The Chinese Zodiac Calendar, the Shēngxiào, and its Mythology.
The Chinese zodiac is based on a twelve- year cycle, with each year named after one of twelve animals. For example, 1984 was the Year of the Rat, and 1999 the Year of the Rabbit. When the cycle is complete, it begins anew, with animals representing each year in the same order. The 12 animals that appear on the Chinese Zodiac calendar include a rat, buffalo (ox), tiger, rabbit, dragon, snake, horse, goat, monkey, rooster, dog and pig. Their appearance on the Chinese Zodiac is the topic of countless legends and is deeply embedded in Chinese mythology.
The most well-known of the Chinese zodiac legends states that Buddha invited the animals to participate in a race. The prize was a coveted position on the Chinese Zodiac calendar. The first 12 animals to cross the river would appear on the Chinese Zodiac calendar in the order in which they completed the race.
The first animal to make it across the finish line was the rat. Although it seems unlikely that such a small animal could win such a strenuous race, Chinese Zodiac legends and mythology explains that the rat used his brain rather than his brawn. It hitched a ride on what it perceived was the mightiest swimmer, the Water Buffalo (aka Ox). Just before the buffalo reached the shore, the rat jumped off the buffalo’s back and crossed the finish line first.
The buffalo came in second and became the second animal listed on the Chinese Zodiac. The tiger, also being strong, came in third, followed by the rabbit that jumped his way across and was helped during the last stretch by the dragon. A snake hid in the hoof of the horse which is how it managed to make it across the river. At the last minute the snake jumped out and scared the horse into seventh place.
The sheep, monkey and rooster helped one another across and earned their spots on the calendar as well. The dog made it too, but decided a bath was more important than the position which is why it came in eleventh. Finally, the pig appeared and is listed last because the pig feasted and rested half-way through the race.
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This is the most widespread legend about Chinese zodiac. The Jade Emperor (The Emperor in Heaven in Chinese folklore) ordered that animals would be designated as calendar signs and the twelve that arrived first would be selected. At that time, the cat and the rat were good friends and neighbors. When they heard of this news, the cat said to the rat: 'We should arrive early to sign up, but I usually get up late.' The rat then promised to awaken his friend and go together. However, on the morning when he got up, he was too excited to recall his promise, and went directly to the gathering place. On the way, he encountered the tiger, ox, horse, and other animals that ran much faster. In order not to fall behind them, he thought up a good idea. He made the straightforward ox carry him on condition that he sang for the ox. At last, the ox and rat arrived first. The ox was happy thinking that he would be the first sign of the years, but the rat had already slid in front, and became the first lucky animal of the Chinese zodiac. Meanwhile his neighbor the cat was too late so when it finally arrived, the selection was over. That's why other animals appear behind the little rat and why the cat hates the rat so much that every time they meet, the cat will chase and kill it. [http://www.travelchinaguide.com/intro/social_customs/zodiac/story.htm]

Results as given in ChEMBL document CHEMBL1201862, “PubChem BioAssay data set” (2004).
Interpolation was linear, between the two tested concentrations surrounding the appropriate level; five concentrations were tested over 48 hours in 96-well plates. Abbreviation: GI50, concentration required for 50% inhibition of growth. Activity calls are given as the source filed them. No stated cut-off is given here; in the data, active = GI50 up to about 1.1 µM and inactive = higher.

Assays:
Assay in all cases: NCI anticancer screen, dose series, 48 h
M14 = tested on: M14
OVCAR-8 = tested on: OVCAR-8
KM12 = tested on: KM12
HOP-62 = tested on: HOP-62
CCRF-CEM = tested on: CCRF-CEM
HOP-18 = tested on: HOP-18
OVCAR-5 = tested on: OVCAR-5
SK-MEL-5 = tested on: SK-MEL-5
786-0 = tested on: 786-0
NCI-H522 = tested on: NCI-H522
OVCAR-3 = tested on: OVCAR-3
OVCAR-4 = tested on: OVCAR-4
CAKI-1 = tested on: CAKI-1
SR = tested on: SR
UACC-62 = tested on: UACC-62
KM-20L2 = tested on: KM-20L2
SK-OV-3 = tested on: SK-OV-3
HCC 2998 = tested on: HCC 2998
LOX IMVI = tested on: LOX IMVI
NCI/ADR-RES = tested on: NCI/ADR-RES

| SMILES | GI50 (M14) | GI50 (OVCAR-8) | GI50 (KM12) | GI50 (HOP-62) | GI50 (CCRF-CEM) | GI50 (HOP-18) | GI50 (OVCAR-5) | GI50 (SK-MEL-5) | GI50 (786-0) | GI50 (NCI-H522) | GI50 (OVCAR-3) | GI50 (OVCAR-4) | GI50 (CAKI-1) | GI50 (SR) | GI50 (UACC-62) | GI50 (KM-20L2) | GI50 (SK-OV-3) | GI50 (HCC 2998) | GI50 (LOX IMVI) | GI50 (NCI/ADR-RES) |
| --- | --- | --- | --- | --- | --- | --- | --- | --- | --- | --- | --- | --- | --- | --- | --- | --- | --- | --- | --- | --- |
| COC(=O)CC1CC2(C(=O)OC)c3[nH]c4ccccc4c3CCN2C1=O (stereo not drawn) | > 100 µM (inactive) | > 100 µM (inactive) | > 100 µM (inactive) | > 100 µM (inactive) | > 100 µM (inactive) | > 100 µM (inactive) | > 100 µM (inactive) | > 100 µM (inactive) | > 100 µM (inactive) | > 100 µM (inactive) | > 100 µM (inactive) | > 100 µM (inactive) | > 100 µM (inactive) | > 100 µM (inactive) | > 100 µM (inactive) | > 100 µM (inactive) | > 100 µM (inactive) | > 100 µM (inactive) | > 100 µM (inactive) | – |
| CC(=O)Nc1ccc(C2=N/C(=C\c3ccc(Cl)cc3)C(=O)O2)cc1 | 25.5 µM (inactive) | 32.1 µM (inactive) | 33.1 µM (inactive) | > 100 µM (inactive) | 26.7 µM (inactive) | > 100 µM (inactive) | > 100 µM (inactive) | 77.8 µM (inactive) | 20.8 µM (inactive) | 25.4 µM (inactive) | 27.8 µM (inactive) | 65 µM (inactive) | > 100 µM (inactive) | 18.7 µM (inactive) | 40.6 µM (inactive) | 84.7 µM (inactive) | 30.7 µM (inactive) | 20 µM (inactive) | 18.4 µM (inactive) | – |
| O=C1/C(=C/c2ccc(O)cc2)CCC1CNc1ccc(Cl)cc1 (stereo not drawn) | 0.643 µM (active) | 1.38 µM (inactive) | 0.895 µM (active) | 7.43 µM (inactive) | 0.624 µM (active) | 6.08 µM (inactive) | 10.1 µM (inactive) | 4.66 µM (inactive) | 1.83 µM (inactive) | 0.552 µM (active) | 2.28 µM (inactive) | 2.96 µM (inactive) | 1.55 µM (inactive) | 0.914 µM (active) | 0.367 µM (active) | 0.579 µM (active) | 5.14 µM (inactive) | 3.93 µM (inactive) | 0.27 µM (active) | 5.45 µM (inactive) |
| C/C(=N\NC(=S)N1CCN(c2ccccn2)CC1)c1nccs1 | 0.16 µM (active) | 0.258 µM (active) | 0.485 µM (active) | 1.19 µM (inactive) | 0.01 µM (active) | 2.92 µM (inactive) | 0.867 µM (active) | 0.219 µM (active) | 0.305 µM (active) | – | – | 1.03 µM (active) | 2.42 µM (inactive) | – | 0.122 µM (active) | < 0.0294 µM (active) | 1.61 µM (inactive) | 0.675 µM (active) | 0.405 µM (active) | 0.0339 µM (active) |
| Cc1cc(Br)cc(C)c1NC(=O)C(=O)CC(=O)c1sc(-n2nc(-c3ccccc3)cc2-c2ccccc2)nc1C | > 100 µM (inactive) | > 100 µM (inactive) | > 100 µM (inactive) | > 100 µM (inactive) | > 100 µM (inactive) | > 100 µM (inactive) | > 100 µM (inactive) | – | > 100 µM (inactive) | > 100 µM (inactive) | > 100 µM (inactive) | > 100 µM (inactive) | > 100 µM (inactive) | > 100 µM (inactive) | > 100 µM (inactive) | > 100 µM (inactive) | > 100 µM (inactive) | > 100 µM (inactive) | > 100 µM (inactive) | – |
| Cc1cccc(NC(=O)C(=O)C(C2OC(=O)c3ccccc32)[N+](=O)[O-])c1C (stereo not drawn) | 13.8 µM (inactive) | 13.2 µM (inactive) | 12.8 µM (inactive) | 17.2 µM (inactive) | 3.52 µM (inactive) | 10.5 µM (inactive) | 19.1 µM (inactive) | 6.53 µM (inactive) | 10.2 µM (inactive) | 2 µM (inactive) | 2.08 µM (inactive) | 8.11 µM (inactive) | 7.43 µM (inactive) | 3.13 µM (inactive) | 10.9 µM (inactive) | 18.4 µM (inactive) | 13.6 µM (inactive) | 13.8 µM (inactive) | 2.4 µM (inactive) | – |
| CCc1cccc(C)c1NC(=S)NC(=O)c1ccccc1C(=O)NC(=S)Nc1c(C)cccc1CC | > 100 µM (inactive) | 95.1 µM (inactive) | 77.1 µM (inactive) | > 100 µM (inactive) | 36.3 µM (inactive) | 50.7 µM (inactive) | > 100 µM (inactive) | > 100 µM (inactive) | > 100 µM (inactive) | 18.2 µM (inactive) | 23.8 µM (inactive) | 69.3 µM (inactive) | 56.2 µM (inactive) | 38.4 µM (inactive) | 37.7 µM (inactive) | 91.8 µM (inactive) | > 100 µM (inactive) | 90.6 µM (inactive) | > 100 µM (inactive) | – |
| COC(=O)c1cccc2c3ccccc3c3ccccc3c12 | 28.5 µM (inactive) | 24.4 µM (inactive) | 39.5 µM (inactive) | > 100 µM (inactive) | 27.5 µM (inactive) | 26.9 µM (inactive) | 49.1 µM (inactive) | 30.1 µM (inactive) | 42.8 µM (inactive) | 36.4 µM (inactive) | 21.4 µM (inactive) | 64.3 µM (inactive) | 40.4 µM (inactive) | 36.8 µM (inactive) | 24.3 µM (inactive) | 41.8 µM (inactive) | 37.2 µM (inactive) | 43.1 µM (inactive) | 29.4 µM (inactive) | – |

More variations of this intriguing tale tells of an invitation to a grand feast. All the animals were invited to join Buddha at either a birthday celebration, a New Year celebration, or a celebration for his departure from this world. Only 12 animals showed up at the festivities and that’s how they ended up being featured on the Chinese Zodiac calendar. Another of the legends of the Chinese Zodiac states that instead of Buddha, it was the Jade Emperor who invited the animals.
Regardless of the specific version of Chinese Zodiac history to which you subscribe, the Chinese Zodiac has amazed and entertained people around the world for thousands of years. The zodiac animal for the year is a big feature in New Year’s parades.
The Chinese Zodiac is based on your year of birth based on the Lunar Calendar
A person’s zodiac sign is the animal representing the year in which he or she was born. A person is said to have the traits of that animal.
Years Corresponding to Chinese Zodiac Sign
The Chinese Zodiac has 12 signs: rat, ox, tiger, hare, dragon, snake, horse, goat, monkey, rooster, dog, and pig. Each sign has a corresponding Chinese zodiac personality.
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